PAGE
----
Spicy chicken wings in a bold Sriracha sauce with sweet apricot jam and zippy mustard. Try the new Canadian version of buffalo wings and you'll be converted! (Skip to recipe.)
We've had a curious, marauding moose visit our yard several times this winter. He likes to wander around and nibble on whatever tender branch tips he finds appealing. Our fruit trees are getting a drastic pruning, whether we like it or not. It's kind of like that old joke; Where does a 1000-lb. gorilla sit? Answer: Wherever he damn well pleases. Well, a 2000-lb. moose can do whatever he damn well pleases in our yard, too, and there's nothing we can do about it (like the moose that moved into my mom's yard last year).
I've been trying to get a picture of him, but every time Raymond calls me to Come quick! There he is again! I'm too late. By the time I grab my camera, the moose has ambled off into the distance. He even had the audacity to leave a pile of his droppings less than an arm's length from the edge of our deck when we weren't looking.
The day I was working on this recipe for sriracha-sauced chicken wings was one of those days I missed getting a photo of him, so I decided it was fitting to name the chicken wings after our visiting Mr. Moose.
After all, flaming hot, spicy Buffalo Wings (named after the city) have elbowed their way into our food culture: they're offered in every pub, bar, and self-respecting diner, sold from food trucks and food stalls, found pre-prepared in the frozen section of every grocery store, and included in any recent cookbook showcasing barbecue or grilling recipes. So, if the hardy buffalo can cash in on all that fame and culinary notoriety, I think it's time the mighty Canadian moose gets its share of some of the spotlight, too.
Move over Buffalo Wings - Moose Wings are here to steal some of your glory.
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Kitchen Frau Notes: For a mustard allergy, you can substitute prepared horseradish instead of the Dijon mustard - it tastes very similar once mixed into the sauce.
If you don't have a blender, you can still make this sauce - just pick out the large chunks of apricots from the jam, and use the smooth jam that's left, or push the jam through a large-mesh strainer.
Sweet 'n Spicy Moose Wings (Sriracha Chicken Wings)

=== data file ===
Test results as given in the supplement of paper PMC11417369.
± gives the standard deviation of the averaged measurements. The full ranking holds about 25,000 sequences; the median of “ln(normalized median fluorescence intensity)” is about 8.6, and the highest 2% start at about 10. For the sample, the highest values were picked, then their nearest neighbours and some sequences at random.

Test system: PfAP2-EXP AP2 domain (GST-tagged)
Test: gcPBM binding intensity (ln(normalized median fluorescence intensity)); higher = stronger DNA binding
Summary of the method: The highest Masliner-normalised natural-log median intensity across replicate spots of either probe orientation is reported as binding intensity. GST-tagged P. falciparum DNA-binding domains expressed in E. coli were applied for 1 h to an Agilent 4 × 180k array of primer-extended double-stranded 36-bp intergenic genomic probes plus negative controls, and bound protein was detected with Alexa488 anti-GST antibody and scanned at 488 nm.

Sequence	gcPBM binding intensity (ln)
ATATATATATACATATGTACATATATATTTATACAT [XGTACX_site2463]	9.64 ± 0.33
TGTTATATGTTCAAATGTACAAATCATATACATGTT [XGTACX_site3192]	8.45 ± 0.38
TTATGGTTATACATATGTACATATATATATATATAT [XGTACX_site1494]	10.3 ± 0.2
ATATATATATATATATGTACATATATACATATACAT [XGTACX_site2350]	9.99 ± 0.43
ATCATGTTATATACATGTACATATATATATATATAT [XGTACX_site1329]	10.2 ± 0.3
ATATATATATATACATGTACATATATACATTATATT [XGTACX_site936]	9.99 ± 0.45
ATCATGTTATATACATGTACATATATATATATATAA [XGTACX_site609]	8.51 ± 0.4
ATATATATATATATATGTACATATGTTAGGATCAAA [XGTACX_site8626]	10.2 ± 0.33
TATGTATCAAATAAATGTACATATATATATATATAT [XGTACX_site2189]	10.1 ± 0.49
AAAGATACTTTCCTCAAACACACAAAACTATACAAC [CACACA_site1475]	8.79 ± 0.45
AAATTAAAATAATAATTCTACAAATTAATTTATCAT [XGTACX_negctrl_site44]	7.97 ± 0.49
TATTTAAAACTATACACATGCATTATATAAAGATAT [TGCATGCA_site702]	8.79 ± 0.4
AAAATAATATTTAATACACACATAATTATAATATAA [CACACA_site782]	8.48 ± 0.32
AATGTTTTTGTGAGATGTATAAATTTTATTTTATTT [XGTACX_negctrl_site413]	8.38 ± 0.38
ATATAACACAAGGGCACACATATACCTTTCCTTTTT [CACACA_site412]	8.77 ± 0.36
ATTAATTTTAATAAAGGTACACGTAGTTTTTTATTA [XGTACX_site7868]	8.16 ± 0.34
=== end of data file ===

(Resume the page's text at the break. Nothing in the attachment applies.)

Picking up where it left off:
- 2½ lbs. (1.2kg) split chicken wings (wing tips discarded), 27-32 pieces
- 1 tablespoon olive oil
- ½ teaspoon fine sea salt
- ½ teaspoon pepper
- ½ cup (120ml) apricot jam
- ¼ cup (60ml) dijon mustard
- 2 tablespoons Sriracha sauce (or other hot sauce)
- 1 tablespoon soy sauce (gluten-free if necessary)
- 1 tablespoon vinegar
- toasted sesame seeds and sliced green onions for garnish, optional
Preheat the oven to 425°F.
Line a large, rimmed baking sheet with parchment paper that sticks up on all sides.
In a bowl, toss the chicken wing sections with the oil, salt, and pepper.
Spread the wings out on the prepared baking sheet. Don't bother washing the bowl.
Bake for 30 minutes.
While the chicken wings are baking, prepare the sauce.
In a narrow, deep container, like a 2-cup measuring cup, place the jam, mustard, Sriracha, soy sauce, and vinegar. With an immersion (stick) blender, blend all ingredients until smooth. Alternately, blend the sauce in a regular blender.
Pour the sauce into the bowl you used to toss the chicken wings.
Remove the baked chicken wings from the oven. (Don't clean the pan yet.) Use tongs to transfer the wing pieces to the sauce in the bowl. Toss with a rubber spatula to coat all sides of the wings.
Return the wings to the baking pan, spreading them out in a single layer. Bake for 10 minutes.
Use tongs to turn the wings over, stirring them around in any puddles of sauce to get maximum sauce onto each piece.
Bake 10 to 15 minutes more, until the sauce is sticky and browned in spots.
Remove the Moose Wings to a serving bowl, and sprinkle with sesame seeds and sliced green onions to make them look pretty, if you like.
Serves 4 as a main course, 6-8 as appetizers (or about 2 hungry teenage boys).
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